How do fire sprinklers work?

Sprinkler systems are one of the most common types of fire protection systems found in buildings today, and they have a history of being the most reliable form of fire protection when it comes to protecting people, controlling fires, and saving lives. Over the past 130 years they have had a better than 99% success rate in controlling fires around the world. The installation of fire sprinklers will virtually eliminate all deaths from fire, reduce injuries by at least 80%, reduce property damage by 90% and substantially reduce damage to the environment from fire. Indeed, there have been no multiple fatality fires in the UK in buildings with a working sprinkler system. But how does a fire sprinkler work? This advice and guidance article will explore how sprinklers work, touching on how they activate, how long they stay active for, how sensitive they are, whether they detect smoke, and finally whether it is possible for them to activate accidentally.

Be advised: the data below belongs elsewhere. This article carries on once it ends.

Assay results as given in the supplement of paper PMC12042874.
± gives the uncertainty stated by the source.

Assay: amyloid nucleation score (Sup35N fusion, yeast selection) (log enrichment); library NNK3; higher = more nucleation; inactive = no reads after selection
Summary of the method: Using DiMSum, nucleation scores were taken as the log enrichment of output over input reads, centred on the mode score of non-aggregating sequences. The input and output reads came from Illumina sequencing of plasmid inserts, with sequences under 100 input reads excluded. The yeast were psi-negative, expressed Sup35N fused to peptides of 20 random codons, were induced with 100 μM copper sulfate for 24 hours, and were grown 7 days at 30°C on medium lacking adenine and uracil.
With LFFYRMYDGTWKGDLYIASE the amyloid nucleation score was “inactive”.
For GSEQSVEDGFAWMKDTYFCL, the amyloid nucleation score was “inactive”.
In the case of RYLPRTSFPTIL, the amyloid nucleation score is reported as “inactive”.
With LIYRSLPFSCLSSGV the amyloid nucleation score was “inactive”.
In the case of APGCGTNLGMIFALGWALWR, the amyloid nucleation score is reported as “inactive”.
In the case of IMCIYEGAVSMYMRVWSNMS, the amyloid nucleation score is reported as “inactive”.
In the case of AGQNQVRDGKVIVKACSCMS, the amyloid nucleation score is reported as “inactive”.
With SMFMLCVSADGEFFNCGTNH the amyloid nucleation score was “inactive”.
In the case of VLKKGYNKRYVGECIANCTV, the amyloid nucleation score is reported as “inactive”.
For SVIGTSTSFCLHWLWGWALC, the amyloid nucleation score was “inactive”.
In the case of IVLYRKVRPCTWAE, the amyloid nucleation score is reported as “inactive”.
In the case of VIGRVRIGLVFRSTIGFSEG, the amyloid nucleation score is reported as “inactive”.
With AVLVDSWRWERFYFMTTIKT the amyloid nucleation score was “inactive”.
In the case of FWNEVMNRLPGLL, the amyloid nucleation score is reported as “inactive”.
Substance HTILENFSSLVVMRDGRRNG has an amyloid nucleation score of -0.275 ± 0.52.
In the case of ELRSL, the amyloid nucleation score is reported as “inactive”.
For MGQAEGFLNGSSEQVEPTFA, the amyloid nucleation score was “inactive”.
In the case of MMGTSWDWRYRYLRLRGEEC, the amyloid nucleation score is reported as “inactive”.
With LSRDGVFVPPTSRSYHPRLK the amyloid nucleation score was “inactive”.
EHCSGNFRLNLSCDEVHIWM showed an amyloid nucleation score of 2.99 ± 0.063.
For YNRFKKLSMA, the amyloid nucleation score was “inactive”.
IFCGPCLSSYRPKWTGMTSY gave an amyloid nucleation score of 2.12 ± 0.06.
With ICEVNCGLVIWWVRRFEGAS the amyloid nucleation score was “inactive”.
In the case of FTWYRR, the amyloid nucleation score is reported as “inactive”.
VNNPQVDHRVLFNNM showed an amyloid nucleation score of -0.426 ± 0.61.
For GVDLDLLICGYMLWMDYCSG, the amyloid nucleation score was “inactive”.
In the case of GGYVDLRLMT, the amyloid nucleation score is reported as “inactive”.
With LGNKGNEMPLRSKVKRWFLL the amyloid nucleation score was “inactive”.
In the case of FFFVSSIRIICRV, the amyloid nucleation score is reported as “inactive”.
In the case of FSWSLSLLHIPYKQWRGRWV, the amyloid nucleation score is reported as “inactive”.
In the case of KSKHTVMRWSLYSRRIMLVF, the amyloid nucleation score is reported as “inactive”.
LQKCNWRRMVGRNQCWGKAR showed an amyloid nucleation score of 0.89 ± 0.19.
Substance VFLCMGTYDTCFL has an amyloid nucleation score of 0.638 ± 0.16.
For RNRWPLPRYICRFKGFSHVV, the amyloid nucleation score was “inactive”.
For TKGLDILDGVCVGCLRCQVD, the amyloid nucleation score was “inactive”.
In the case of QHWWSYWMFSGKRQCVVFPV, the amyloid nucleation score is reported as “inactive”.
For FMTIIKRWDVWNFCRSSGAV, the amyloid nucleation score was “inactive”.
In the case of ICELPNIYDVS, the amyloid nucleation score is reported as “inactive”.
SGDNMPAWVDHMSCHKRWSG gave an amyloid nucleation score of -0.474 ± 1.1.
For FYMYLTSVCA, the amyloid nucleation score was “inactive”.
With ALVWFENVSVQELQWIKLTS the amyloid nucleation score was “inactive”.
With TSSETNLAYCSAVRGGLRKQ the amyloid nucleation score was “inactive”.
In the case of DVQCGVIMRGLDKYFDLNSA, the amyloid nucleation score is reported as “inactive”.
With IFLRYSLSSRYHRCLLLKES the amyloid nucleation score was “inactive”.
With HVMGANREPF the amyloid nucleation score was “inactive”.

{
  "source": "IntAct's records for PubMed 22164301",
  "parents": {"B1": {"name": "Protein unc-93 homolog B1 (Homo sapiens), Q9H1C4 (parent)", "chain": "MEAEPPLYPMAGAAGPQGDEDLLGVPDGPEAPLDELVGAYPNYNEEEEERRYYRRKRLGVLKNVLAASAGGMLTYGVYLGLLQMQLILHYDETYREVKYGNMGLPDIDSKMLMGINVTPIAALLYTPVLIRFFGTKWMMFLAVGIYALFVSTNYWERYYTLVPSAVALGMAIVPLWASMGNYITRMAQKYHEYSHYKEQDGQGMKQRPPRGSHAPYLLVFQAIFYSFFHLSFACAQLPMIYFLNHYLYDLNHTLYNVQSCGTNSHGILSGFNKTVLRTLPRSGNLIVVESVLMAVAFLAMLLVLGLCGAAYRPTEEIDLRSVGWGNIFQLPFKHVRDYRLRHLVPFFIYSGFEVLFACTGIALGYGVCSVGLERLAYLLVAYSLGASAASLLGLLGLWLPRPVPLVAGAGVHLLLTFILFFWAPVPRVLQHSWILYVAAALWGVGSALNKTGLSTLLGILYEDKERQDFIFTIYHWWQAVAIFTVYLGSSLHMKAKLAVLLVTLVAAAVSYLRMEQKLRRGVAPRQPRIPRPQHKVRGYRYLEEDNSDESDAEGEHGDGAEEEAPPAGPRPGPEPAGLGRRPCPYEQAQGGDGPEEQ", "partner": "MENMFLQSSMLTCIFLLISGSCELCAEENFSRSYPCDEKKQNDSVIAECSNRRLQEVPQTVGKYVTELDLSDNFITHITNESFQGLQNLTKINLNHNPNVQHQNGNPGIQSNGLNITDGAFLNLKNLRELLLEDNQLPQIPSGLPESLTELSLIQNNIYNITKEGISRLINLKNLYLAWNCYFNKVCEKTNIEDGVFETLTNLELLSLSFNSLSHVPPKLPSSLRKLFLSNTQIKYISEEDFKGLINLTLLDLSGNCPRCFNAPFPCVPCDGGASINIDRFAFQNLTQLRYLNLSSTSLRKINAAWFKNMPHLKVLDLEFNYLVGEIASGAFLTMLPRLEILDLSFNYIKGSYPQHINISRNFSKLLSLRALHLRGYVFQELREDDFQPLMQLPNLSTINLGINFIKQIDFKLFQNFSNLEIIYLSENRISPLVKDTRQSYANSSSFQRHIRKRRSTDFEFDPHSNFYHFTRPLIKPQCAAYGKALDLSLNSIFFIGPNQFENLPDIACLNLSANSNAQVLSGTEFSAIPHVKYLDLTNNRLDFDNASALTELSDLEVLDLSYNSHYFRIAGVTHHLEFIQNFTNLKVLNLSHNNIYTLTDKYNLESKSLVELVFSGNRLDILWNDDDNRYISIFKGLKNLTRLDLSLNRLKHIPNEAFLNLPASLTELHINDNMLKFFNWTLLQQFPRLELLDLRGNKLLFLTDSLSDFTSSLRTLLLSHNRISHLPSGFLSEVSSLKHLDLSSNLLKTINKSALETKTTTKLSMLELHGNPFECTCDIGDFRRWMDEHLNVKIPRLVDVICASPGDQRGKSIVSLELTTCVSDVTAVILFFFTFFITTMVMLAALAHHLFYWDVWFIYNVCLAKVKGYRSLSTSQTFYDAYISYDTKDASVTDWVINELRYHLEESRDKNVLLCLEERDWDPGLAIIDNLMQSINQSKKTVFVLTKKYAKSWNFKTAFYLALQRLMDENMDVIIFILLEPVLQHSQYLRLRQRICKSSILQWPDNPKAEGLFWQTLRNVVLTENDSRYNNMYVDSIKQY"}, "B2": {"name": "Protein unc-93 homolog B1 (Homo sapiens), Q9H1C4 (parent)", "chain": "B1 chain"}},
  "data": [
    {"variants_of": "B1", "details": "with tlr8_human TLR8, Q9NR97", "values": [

How are fire sprinklers activated?

How your automatic sprinklers activate depends on the type of sprinkler system installed in your premises. There are two types of sprinkler head release mechanisms that are commonly found being used in sprinkler systems - glass bulbs and fusible links.

In a system where your fire sprinkler heads are fitted with a glass bulb, the bulb is filled with a heat sensitive liquid, which is commonly glycerin-based. In a fire, this type of sprinkler will activate when the temperature increases and causes the liquid in the bulb to expand. At a predetermined temperature, which is usually 68°C, the liquid in the bulb will expand to a point where the glass shatters. Consequently, this releases a valve seat which permits the flow of pressurised water through the sprinkler head, onto the sprinkler deflector and spraying towards the seat of the fire.